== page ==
10:30PM. I'm on the N-Judah train coming home from downtown. Sarah Palin herself is about five feet away from me, wearing her red skirt suit, black pumps and trademark sexy librarian glasses. In her folksy manner, she's identifying the mavericks on the train, and the passengers are loving it. They're asking her about where the real Americans live (her answer: Alaska) and what she likes to read (her answer: everything). She's also talking about the Communists in America.
And you'll never guess who was sitting next to her! You guessed it: Joe the Plumber. But he had grown a head of dark, thick hair so I didn't recognize him until he pulled a wrench out of his pocket. (I thought he was Todd.)
Yes, Halloween night on the N-Judah. I also saw Amy Winehouse, Gwen Stefani, a cute girl bee with a skateboard and a pregnant nun, just to name a few more revelers.
However, I did not have my hands free to take photos of them for you and for that, I apologize because everyone looked festive and wild and was having a rollicking good time.
Returning home, my hands were full of books and information from the second installment of my Mental Stimulus Package (man, I forgot to tell you about the first part with Ben Frankin and the glass armonica. Next time.).
I went to The Leakey Prize Laureate Lectures, honoring Dr. Jane Goodall and Dr. Toshisada Nishida, at the Herbst Theatre. From the program description: The Leakey Prize was established in 1990 to reward intellectual achievement and express appreciation for research performed with courage and perseverance in the fields of ape and human evolution. Both Dr. Goodall and Dr. Toshisada Nishida will discuss the highlights of their pioneering careers. Through their diligent work, these scientists have shaped the field of primatology and uncovered pivotal findings that help us better understand one of our closes living relatives, the chimpanzee.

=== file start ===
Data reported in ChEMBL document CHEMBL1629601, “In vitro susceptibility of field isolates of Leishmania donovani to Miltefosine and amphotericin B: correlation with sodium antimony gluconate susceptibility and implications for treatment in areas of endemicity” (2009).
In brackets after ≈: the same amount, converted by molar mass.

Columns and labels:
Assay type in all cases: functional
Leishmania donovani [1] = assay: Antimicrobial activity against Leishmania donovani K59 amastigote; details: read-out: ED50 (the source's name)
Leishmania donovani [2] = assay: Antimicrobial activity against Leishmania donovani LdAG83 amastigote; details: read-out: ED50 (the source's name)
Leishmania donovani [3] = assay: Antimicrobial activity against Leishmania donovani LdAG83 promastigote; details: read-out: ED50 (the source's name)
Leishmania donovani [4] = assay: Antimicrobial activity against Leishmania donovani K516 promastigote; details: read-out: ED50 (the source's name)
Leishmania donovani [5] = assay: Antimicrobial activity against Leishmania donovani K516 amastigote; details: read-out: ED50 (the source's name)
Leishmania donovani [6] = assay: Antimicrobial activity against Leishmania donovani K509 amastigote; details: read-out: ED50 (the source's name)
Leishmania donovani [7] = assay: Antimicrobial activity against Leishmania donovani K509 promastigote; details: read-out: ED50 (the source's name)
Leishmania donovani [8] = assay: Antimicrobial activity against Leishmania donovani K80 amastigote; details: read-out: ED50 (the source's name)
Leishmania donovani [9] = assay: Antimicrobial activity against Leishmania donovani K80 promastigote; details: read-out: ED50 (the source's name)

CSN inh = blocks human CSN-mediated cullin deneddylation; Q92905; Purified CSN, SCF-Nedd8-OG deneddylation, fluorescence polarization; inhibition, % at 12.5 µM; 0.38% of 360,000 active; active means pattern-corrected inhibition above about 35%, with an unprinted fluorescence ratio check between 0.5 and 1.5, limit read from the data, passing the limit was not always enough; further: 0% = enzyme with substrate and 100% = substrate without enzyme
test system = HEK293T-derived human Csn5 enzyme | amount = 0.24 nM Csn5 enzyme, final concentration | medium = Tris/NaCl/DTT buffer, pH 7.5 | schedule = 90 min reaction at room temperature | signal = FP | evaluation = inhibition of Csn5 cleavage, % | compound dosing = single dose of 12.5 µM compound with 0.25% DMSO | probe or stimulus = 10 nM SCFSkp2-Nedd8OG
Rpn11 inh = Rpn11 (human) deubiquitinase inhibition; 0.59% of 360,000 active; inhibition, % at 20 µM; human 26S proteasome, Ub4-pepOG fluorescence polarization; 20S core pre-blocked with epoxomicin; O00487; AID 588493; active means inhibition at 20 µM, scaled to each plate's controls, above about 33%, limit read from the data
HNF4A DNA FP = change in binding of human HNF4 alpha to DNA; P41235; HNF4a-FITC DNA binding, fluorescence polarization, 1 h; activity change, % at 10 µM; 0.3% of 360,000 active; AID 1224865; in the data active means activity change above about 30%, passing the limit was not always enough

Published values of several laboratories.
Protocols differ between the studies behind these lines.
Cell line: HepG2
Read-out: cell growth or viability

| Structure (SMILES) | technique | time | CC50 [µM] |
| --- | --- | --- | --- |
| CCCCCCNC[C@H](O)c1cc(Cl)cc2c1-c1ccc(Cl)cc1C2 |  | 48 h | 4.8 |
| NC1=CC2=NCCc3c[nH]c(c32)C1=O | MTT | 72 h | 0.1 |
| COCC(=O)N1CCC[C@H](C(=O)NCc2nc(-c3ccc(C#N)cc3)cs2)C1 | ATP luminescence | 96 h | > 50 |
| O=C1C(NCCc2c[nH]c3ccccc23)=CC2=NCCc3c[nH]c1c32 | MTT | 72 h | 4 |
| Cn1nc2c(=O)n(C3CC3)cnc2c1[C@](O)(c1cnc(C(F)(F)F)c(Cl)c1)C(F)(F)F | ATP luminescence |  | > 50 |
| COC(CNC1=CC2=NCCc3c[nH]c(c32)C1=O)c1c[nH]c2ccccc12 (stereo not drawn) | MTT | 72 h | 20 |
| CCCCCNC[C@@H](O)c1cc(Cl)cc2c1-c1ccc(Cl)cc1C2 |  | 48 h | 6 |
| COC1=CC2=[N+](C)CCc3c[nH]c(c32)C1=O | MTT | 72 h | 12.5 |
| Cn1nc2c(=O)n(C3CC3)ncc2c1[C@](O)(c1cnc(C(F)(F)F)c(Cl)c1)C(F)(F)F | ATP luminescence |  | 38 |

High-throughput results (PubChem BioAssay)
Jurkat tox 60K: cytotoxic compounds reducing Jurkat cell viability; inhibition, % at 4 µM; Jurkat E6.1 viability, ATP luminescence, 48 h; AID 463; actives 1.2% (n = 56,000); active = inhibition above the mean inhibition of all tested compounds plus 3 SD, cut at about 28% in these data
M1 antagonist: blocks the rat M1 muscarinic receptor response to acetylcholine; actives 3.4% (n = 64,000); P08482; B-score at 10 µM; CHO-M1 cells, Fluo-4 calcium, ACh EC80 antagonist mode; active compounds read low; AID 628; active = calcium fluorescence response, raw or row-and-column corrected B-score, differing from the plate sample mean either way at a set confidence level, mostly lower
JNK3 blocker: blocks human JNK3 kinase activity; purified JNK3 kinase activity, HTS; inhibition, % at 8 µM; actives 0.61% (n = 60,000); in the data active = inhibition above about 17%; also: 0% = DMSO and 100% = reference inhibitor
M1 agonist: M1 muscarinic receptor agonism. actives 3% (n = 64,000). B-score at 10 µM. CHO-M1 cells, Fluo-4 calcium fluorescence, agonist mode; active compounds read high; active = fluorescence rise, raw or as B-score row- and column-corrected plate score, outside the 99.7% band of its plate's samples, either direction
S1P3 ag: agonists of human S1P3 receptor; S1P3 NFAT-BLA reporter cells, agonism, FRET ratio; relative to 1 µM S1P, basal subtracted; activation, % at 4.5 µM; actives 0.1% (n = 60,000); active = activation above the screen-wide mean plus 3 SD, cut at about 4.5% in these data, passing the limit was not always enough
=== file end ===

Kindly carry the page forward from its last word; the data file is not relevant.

I don't even know where to start in describing the feeling of seeing Dr. Goodall on stage, speaking in her trademark calm, collected yet passionate story of her early years, her tutelage under Dr. Louis Leakey and the incredible faith he placed in her, and her deep desire to help reverse years of environmental damage and endangerment of many animal species, not just her beloved chimpanzees of Gombe.
If you're like me, you grew up reading Jane Goodall's books, watching her on National Geographic television specials. I also was secretly envious of her son, Grub, who got to spend his childhood living amongst the tribe of chimpanzees that Goodall studied for almost 30 years.
“The most important thing is to actually think about what you do. To become aware and actually think about the effect of what you do on the environment and on society. That's key, and that underlies everything else.” ~ Dr. Jane Goodall
I saw Dr. Goodall speak once before, when I was in college and she visited my university. Then the talk was about the chimps, and her work with them. The talk this year was different. Dr. Goodall travels about 300 days of the year, all over the world. She talks about preserving animal habitats and shared stories of the villages that her foundation has helped, encouraging safe farming habits, microloans to women, keeping girls in school and reforestation techiques, all of which have greatly improved the lives of villagers that had been deforesting areas of Tanzania and endangering the habitats of chimpanzees and many other animals. Her talk focused on how improving and educating the people has only served to enhance and improve the lives of the animals she struggles to save. Through the Jane Goodall Institute and her outreach program for children called Roots and Shoots, she has been doing extraordinary work outside the forests of Tanzania.